What’s the difference between a fable and a myth? A myth is a story, a fable is something said at the time of the feast. At Christmas we talk of Santa, his flying reindeer, his helpful elves, but there is no story. At Easter, we say of the Easter Bunny hiding its eggs. At Halloween, we speak of witches and goblins and the awakening dead. While these have roots in ancient rituals and beliefs, they are not myths. They are feast fables. And so too with Kerrid’s people. Everyone knew the Lady’s sons had cut up their mother to make the world, but few knew the underlying myth.

Before the belief in the gods, there was a belief in an all-pervading ‘Spirit’, a belief that today is regaining ground in the West while it never really diminished in non-industrialised societies. For Kerrid’s people that belief includes the notion of agency in which Spirit, now coalesced into discrete entities, is able to act of its own volition. With the relevant gifts, these discrete entities – divines – might be made to act on the donor’s behalf. But who knows which gifts might oblige them? While knowledge of the more common gifts – e.g. a slop of brew for the Lady of the Hills will keep her sweet and not convulsing – anything out of the ordinary requires a specialist. Those specialists – call them shaman, witchdoctors, wisemen – while feared, were also revered. As The Spinner’s Child opens, Kerrid is acclaimed a Seer; this keeps her safe, for the alternative is she’s demon-possessed. And the role of a demon is to destroy. As Kerrid says, it’s what they do. They cause disease and rot.

Plans for the Future

As already said, there are five more books that share some of the characters from The Spinner’s Game, three are set in the same milieu, two are time-slip fantasies that move between medieval and contemporary setting. The first of the time-slips, Learning to Fly, is now with beta readers; I hope to publish in time for Christmas 2020. Meanwhile I’m revising Alsalda, a story which, along with another as yet untitled, replaces that long-ago Hare and Adder.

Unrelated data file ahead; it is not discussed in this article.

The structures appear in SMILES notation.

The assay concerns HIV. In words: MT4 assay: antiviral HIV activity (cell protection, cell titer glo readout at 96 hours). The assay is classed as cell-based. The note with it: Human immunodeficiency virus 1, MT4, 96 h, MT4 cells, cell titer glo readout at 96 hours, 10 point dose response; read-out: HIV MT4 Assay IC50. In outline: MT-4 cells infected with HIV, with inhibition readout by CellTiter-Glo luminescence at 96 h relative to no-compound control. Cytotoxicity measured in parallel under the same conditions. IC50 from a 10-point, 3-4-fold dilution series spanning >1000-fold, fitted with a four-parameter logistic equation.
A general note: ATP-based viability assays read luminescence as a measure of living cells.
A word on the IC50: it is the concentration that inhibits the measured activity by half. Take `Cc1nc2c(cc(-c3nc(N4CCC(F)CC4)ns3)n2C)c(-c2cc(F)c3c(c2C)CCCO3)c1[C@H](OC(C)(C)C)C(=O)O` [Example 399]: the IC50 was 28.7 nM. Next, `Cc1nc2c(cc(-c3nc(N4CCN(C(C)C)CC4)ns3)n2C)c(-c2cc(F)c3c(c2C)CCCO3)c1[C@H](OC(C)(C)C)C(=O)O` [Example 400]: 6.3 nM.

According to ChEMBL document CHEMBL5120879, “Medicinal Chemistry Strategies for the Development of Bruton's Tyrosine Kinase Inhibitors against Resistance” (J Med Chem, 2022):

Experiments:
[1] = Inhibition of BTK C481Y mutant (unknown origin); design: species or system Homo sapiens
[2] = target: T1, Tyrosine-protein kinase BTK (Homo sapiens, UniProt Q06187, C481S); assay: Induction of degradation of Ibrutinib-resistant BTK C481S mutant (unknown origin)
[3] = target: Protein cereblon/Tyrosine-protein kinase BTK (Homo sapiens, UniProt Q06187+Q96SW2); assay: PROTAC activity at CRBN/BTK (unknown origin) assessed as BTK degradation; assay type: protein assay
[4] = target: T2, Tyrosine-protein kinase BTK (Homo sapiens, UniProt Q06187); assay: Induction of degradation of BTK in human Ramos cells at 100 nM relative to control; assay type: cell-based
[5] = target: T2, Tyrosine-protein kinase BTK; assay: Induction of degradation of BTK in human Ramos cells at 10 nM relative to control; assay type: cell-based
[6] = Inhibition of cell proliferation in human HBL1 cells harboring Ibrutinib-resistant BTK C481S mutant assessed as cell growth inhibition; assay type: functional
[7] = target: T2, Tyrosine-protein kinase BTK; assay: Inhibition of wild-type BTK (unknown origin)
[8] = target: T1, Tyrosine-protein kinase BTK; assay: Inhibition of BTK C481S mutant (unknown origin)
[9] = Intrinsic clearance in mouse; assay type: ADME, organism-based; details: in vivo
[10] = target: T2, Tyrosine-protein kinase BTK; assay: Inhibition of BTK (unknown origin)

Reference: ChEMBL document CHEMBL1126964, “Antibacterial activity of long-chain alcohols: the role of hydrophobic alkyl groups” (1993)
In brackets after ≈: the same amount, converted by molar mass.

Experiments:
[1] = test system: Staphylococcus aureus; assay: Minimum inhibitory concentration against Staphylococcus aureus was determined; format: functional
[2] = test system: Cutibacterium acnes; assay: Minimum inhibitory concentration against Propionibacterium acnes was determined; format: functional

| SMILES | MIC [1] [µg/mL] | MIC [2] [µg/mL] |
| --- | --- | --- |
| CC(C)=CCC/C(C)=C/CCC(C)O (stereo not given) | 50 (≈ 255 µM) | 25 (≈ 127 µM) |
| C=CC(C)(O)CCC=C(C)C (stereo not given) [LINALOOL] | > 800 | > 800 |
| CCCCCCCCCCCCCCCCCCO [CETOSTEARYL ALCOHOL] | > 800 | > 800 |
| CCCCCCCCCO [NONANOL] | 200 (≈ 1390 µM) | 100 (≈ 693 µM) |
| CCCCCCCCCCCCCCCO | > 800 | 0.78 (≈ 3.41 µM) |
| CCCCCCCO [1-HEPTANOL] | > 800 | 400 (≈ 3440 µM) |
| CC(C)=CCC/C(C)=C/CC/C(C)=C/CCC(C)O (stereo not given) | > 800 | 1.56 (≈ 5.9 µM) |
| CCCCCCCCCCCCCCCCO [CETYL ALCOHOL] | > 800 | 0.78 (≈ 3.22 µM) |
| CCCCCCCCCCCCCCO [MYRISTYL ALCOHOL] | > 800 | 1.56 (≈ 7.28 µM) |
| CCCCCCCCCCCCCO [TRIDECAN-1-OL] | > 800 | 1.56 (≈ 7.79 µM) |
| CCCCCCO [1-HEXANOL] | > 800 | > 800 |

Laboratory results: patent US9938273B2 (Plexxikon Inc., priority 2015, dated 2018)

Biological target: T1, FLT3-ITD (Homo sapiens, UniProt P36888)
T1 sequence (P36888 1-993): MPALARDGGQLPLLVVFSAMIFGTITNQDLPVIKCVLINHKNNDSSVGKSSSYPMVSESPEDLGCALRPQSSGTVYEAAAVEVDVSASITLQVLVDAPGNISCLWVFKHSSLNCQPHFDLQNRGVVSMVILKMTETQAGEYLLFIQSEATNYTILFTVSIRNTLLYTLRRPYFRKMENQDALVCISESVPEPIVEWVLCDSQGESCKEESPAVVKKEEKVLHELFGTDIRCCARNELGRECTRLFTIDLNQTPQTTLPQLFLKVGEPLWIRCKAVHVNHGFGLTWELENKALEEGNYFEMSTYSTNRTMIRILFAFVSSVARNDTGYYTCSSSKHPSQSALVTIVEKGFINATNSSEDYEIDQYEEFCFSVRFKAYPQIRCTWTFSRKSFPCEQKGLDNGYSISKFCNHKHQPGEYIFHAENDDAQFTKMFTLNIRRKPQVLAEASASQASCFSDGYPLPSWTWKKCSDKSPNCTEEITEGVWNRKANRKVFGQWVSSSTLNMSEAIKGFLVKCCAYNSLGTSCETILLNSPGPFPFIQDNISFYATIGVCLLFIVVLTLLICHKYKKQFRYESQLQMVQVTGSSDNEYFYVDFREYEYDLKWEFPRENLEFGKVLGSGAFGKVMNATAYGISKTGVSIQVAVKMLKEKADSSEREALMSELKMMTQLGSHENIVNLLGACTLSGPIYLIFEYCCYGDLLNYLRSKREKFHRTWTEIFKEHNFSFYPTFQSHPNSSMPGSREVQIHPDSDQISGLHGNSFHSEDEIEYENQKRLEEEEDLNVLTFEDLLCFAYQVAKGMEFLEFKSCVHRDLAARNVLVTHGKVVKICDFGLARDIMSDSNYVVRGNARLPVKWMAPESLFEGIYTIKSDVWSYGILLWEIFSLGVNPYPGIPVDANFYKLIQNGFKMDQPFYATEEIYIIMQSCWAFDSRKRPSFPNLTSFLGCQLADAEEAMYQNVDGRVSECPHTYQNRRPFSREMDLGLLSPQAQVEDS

Crispina Kemp
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About the Author

Crispina Kemp says, 'Failing to find a place on the space programme – to boldy go – I turned my vision inwards to a study of psychology and exploration of spirituality. This encouraged an outward journey to explore this wonderful world, its peoples, its beliefs, but mostly its pasts. From the exploration I returned with the core of my writing. But, for the more mundane-minded: For a shy child with a speech problem, the written word came as a release, enabling me to express myself without being asked, ‘Eh? What did you say? Say again?’ I wrote my first ‘proper’ story when I was nine. A gothic offering to scare my friends. Since then, there has been scarcely a day when I haven’t been busy writing. Novels. The short story form doesn’t appeal to me, although over recent months I have posted micro-fiction on my blog. In my early teens, I visited Grimes Graves, the Neolithic flint mines in Norfolk. The following summer, I visited Stonehenge in Wiltshire. Thence began a lifelong interest in the archaeology of prehistory. The study of myths and legends seemed a natural progression, and from there to linguistics (despite my inability to pronounce the words). Resident in Norfolk (UK) where my roots dig deep, my regular rambles into the surrounding countryside provide balance to the cerebral… and ample subjects for my camera.' Find out more at Crispina's website https://crispinakemp.com and follow her on Twitter @crispinakemp1